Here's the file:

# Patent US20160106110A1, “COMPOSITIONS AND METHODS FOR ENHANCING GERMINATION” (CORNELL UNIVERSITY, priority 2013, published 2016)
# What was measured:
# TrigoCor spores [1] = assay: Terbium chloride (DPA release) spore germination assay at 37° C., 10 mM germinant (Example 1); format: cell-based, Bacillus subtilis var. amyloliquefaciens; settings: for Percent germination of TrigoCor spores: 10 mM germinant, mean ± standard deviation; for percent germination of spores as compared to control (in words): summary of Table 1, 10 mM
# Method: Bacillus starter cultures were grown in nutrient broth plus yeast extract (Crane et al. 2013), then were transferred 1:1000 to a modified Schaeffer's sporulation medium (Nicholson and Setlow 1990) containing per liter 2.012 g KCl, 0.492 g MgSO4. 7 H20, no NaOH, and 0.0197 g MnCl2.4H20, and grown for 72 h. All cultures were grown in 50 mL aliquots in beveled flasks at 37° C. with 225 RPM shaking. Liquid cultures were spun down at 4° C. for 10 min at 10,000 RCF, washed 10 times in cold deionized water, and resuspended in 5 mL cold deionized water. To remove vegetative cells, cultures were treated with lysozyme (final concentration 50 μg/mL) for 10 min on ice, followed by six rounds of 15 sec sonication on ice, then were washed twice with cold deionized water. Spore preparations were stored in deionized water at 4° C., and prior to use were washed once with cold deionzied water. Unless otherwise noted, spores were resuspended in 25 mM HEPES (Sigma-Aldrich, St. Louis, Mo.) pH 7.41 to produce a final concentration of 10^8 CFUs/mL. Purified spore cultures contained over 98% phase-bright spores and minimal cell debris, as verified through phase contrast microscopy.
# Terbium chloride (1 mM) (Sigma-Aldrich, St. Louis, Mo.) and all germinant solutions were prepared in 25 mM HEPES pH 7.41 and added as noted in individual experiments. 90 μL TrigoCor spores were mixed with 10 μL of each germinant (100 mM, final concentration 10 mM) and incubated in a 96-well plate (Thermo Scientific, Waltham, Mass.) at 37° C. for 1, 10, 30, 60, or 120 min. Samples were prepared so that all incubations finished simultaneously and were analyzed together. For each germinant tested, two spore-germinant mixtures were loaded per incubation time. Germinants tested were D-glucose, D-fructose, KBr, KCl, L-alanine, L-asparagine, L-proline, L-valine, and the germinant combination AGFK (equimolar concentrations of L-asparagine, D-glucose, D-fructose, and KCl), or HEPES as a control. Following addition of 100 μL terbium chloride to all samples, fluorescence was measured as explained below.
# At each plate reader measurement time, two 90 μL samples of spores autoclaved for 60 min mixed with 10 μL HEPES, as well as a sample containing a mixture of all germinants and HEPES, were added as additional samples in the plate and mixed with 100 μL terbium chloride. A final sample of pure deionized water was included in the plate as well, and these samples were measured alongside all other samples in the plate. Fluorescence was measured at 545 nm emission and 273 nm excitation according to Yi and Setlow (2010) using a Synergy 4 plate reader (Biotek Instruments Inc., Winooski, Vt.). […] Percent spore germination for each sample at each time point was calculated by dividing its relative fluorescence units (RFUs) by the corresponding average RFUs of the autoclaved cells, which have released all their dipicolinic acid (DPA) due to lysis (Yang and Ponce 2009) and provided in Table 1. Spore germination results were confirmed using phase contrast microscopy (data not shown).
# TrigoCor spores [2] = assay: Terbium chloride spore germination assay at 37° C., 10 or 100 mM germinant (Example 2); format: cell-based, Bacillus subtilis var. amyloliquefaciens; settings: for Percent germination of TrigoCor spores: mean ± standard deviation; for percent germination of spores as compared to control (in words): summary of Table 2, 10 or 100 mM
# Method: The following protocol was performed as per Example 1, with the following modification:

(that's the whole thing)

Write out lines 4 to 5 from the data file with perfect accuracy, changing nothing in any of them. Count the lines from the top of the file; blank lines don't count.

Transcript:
# Method: Bacillus starter cultures were grown in nutrient broth plus yeast extract (Crane et al. 2013), then were transferred 1:1000 to a modified Schaeffer's sporulation medium (Nicholson and Setlow 1990) containing per liter 2.012 g KCl, 0.492 g MgSO4. 7 H20, no NaOH, and 0.0197 g MnCl2.4H20, and grown for 72 h. All cultures were grown in 50 mL aliquots in beveled flasks at 37° C. with 225 RPM shaking. Liquid cultures were spun down at 4° C. for 10 min at 10,000 RCF, washed 10 times in cold deionized water, and resuspended in 5 mL cold deionized water. To remove vegetative cells, cultures were treated with lysozyme (final concentration 50 μg/mL) for 10 min on ice, followed by six rounds of 15 sec sonication on ice, then were washed twice with cold deionized water. Spore preparations were stored in deionized water at 4° C., and prior to use were washed once with cold deionzied water. Unless otherwise noted, spores were resuspended in 25 mM HEPES (Sigma-Aldrich, St. Louis, Mo.) pH 7.41 to produce a final concentration of 10^8 CFUs/mL. Purified spore cultures contained over 98% phase-bright spores and minimal cell debris, as verified through phase contrast microscopy.
# Terbium chloride (1 mM) (Sigma-Aldrich, St. Louis, Mo.) and all germinant solutions were prepared in 25 mM HEPES pH 7.41 and added as noted in individual experiments. 90 μL TrigoCor spores were mixed with 10 μL of each germinant (100 mM, final concentration 10 mM) and incubated in a 96-well plate (Thermo Scientific, Waltham, Mass.) at 37° C. for 1, 10, 30, 60, or 120 min. Samples were prepared so that all incubations finished simultaneously and were analyzed together. For each germinant tested, two spore-germinant mixtures were loaded per incubation time. Germinants tested were D-glucose, D-fructose, KBr, KCl, L-alanine, L-asparagine, L-proline, L-valine, and the germinant combination AGFK (equimolar concentrations of L-asparagine, D-glucose, D-fructose, and KCl), or HEPES as a control. Following addition of 100 μL terbium chloride to all samples, fluorescence was measured as explained below.